In the following passage, Marden's bold and concise wording coupled with his effective use of rhythmic phrasing (Wanted, a man...) effectively conveys the masculine qualities of ability, confidence and strength:
- Over the door of every profession, every occupation, every calling, the world has a standing advertisement: “Wanted — A Man.”
- Wanted, a man who will not lose his individuality in a crowd, a man who has the courage of his convictions, who is not afraid to say 'No,' though all the world say "Yes."
- Wanted, a man who, though he is dominated by a mighty purpose, will not permit one great faculty to dwarf, cripple, warp, or mutilate his manhood; who will not allow the over-development of one faculty to stunt or paralyze his other faculties.
- Wanted, a man who is larger than his calling, who considers it a low estimate of his occupation to value it merely as a means of getting a living.
- Wanted, a man who sees self-development, education and culture, discipline and drill, character and manhood, in his occupation...
- Wanted, a man of courage who is not a coward in any part of his nature.
- Wanted, a man who is well balanced, who is not cursed with some little defect of weakness which cripples his usefulness and neutralizes his powers.
- Wanted, a man who is symmetrical, and not one-sided in his development, who has not sent all the energies of his being into one narrow specialty and allowed all the other branches of his life to wither and die.
- Wanted, a man who is broad, who does not take half views of things; a man who mixes common sense with his theories, who does not let a college education spoil him for practical, every-day life; a man who prefers substance to show, and one who regards his good name as a priceless treasure.
- Wanted, a man, who, no stunted ascetic, is full of life and fire, but whose passions are trained to heed a strong will, the servant of a tender conscience; who has learned to love all beauty, whether of nature or of art, to hate all vileness, and to respect others as himself.
- The world wants a man who is educated all over; whose nerves are brought to their acutest sensibility; whose brain is cultured, keen, incisive, broad; whose hands are deft; whose eyes are alert, sensitive, microscopic; whose heart is tender, magnanimous, true.
- The whole world is looking for such a man. Although there are millions out of employment, yet it is almost impossible to find just the right man in almost any department of life, and yet everywhere we see the advertisement: “Wanted — A Man.”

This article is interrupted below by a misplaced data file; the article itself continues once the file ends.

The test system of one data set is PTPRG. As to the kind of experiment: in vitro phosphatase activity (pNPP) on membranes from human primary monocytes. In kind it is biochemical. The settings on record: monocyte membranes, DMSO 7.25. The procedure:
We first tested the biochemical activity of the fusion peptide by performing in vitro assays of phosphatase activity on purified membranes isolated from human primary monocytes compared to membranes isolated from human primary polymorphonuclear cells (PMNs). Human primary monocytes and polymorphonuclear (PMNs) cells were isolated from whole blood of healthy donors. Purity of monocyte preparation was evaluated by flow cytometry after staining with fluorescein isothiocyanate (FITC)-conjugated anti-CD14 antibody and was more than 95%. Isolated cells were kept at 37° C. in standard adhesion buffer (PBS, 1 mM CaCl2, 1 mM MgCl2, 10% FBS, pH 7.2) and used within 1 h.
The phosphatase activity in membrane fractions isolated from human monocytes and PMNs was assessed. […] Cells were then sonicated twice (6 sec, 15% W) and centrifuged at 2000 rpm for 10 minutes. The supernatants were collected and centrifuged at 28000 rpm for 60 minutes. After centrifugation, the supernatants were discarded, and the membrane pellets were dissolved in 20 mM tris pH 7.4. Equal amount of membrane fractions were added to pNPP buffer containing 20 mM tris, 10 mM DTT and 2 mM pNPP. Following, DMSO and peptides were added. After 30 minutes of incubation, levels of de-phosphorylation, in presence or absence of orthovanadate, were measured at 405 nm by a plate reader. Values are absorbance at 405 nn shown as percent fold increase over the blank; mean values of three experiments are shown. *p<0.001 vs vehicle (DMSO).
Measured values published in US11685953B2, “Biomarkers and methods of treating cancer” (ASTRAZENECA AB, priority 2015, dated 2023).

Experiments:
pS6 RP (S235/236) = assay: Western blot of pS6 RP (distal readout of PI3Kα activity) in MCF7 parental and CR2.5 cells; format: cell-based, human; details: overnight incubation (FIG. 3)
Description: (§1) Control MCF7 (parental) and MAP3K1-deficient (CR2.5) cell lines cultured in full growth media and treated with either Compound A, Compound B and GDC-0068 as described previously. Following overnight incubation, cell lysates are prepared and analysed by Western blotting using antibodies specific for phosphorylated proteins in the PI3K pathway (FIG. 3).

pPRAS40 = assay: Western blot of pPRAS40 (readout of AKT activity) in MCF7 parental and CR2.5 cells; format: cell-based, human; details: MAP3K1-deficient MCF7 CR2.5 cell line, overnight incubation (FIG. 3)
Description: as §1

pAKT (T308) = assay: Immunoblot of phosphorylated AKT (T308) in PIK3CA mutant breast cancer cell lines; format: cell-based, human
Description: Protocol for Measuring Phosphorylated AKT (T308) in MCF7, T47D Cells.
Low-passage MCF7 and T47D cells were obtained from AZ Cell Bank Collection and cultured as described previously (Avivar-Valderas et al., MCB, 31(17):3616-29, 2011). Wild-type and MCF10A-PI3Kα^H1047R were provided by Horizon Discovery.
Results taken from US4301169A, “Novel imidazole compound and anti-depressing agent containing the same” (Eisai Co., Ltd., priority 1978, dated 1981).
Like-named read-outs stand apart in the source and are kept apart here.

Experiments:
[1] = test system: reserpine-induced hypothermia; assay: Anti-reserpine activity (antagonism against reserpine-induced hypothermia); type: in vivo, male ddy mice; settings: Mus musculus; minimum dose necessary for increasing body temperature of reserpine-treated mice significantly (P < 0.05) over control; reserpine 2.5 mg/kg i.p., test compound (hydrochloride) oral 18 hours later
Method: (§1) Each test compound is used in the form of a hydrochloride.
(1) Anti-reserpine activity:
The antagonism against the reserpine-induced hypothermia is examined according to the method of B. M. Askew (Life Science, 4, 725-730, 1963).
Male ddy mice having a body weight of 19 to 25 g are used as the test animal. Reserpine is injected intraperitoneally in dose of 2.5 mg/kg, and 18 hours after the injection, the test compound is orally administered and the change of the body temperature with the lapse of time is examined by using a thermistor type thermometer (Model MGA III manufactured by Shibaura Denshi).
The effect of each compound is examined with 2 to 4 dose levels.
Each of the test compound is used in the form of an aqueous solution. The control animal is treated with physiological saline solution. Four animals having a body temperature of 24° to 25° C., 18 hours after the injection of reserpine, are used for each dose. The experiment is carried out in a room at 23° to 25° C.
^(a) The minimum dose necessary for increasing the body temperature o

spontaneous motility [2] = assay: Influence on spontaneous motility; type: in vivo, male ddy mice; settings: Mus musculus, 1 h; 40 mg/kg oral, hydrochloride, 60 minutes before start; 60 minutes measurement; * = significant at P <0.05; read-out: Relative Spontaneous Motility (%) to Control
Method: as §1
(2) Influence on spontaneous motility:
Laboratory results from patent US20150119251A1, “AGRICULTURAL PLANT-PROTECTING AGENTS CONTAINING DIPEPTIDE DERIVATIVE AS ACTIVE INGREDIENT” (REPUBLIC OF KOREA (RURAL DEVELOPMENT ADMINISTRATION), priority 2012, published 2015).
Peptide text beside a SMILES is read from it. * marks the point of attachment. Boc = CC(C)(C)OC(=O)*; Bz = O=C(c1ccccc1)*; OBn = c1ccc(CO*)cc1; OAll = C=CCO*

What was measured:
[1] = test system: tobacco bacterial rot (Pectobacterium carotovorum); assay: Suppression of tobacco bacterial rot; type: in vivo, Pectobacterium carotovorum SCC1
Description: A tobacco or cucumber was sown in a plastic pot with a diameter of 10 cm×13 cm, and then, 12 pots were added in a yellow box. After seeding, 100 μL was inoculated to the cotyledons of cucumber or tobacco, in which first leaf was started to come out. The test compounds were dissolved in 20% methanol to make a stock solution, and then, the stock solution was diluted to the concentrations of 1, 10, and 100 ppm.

~ Quotable Quotes ~
Over the door of every profession, every occupation, every calling, the world has a standing advertisement: “Wanted — A Man.”
There are two essential requirements for success. The first is “go-at-it-iveness” and the second is “stick-to-it-iveness.”
The world makes way for the determined man. Everybody believes in the man who persists, sticks, hangs on, when others let go. Tenacity of purpose gives confidence.
Most Marden books are now available in eBook format. At present (December 2013), the Orison Swett Marden Timeless Wisdom Collection on Amazon's Kindle section has done a great job of providing a more complete list of Marden e-Books at an affordable price and quality. Many of them seem to have been proofread for correct spelling and provide navigable chapter links. Rapid progress has been made that only a few Marden titles remain that have not yet been digitized.
While original hardcopies of Marden's works are generally more expensive compared to their eBook counterparts, the increased use of digital image scanner devices and Optical Character Recognition software make it easier than ever to share Marden's books to others for free. Under Fair Use, works published over one hundred years old (1913 and earlier) are considered public domain and can thus be shared freely.
THE MARDEN INSPIRATIONAL BOOKS (26):
1. Pushing to the Front (1894)
2. Architects of Fate (or, Rising in the World; or, Steps to Success and Power) (1895)
3. How to Succeed (or, Stepping-Stones to Fame and Fortune) (1896)
4. Success (Ideas, Helps and Examples for All Desiring to Make the Most of Life) (1897)